Linda Hadebe described the taxi shoot out as something like a scene from a violent film.
The woman from Dobsonville in Soweto was riding in a taxi with her 10-year-old granddaughter on Thursday when shooting broke out. They were caught in a crossfire between rival taxi associations.
She said men sprung out of the speeding taxis and started shooting at taxis belonging to a rival association in broad daylight.
“It was unbelievable. A lot of people stood frozen watching the two taxi associations fighting, allegedly over routes,” she said.
Hadebe said she was with more than five other passengers in the taxi who all dropped to the ground as shooters opened fire at the vehicle.
“While I sat there being missed by bullets, I prayed to my ancestors to spare my life.
“It was the most unprecedented situation I have ever found myself in, in my entire life. I don’t want to see myself like that ever again,” she said.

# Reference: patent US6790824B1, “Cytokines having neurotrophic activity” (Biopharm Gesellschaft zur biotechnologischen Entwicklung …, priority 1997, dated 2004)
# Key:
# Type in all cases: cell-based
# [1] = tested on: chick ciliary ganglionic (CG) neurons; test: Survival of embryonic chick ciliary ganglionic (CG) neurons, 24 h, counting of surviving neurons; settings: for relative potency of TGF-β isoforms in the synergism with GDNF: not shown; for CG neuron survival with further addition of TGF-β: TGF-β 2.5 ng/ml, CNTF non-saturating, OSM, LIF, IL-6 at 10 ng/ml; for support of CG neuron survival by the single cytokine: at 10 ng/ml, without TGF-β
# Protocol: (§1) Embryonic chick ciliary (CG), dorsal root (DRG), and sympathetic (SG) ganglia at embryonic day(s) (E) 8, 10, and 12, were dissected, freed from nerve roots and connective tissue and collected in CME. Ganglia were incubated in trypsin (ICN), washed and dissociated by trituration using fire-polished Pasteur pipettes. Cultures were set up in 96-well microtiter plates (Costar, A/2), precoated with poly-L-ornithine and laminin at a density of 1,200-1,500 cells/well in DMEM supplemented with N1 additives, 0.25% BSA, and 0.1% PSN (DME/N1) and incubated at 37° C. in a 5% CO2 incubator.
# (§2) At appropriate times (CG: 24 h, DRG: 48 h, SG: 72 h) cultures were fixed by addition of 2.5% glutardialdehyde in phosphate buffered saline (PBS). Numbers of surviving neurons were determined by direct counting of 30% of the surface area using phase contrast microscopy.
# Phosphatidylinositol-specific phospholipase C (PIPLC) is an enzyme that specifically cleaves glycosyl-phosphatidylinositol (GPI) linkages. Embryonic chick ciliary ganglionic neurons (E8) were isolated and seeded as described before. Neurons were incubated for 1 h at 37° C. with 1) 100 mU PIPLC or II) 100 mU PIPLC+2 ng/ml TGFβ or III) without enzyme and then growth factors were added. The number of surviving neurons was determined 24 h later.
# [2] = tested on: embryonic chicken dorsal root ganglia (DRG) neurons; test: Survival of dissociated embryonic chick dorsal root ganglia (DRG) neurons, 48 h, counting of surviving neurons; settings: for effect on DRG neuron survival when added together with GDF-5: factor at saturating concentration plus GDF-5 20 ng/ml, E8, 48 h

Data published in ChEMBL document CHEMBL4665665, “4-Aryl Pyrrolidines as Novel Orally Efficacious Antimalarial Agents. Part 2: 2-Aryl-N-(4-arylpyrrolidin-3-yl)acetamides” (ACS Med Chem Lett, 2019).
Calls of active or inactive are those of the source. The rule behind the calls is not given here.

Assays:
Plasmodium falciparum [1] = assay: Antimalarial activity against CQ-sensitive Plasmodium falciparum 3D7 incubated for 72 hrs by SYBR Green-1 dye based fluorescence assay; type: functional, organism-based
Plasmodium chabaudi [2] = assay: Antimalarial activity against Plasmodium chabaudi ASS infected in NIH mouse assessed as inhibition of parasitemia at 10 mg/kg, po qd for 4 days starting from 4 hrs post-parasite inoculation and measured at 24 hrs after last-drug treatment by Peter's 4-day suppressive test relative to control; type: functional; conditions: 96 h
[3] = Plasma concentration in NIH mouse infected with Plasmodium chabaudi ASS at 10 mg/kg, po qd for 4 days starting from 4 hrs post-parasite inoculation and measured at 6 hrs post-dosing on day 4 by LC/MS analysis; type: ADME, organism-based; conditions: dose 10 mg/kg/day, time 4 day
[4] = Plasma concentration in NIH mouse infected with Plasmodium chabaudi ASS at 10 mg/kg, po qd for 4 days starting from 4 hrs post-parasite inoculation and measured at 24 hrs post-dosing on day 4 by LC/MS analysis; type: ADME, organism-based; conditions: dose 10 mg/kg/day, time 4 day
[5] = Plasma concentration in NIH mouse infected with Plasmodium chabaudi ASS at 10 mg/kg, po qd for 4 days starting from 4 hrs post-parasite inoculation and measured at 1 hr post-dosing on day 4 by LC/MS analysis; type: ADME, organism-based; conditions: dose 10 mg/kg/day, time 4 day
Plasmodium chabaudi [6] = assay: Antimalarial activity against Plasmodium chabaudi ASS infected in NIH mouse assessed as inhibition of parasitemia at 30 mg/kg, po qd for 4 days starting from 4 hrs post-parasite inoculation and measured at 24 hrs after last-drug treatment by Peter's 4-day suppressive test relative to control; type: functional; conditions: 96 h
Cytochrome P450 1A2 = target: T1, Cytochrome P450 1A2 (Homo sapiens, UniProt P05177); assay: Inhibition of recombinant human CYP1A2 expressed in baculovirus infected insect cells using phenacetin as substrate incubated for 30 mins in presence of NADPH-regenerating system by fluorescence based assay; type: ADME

As bullet after bullet rained upon the car, it felt like an age before the police arrived.
“My biggest fear was to be mistaken for people who were fighting.
“Soon a police officer told the driver of our taxi to leave the place as it was getting worse. The officer told the driver to drive straight to save the lives of his passengers,” recalled Hadebe.
“That’s how we were saved,” she said.
Several people were injured in the incident and rushed to nearby clinics and hospitals. A total of five taxis were burnt.
Hadebe said her 10-year-old grandchild has been struggling to sleep ever since the incident.
Hadebe says she can still hear the sound of the bullets hitting the taxi, and she keeps seeing men running with firearms whenever she closes her eyes to sleep.
The dramatic scene is just the latest in a spate of incidents of taxi violence in Gauteng.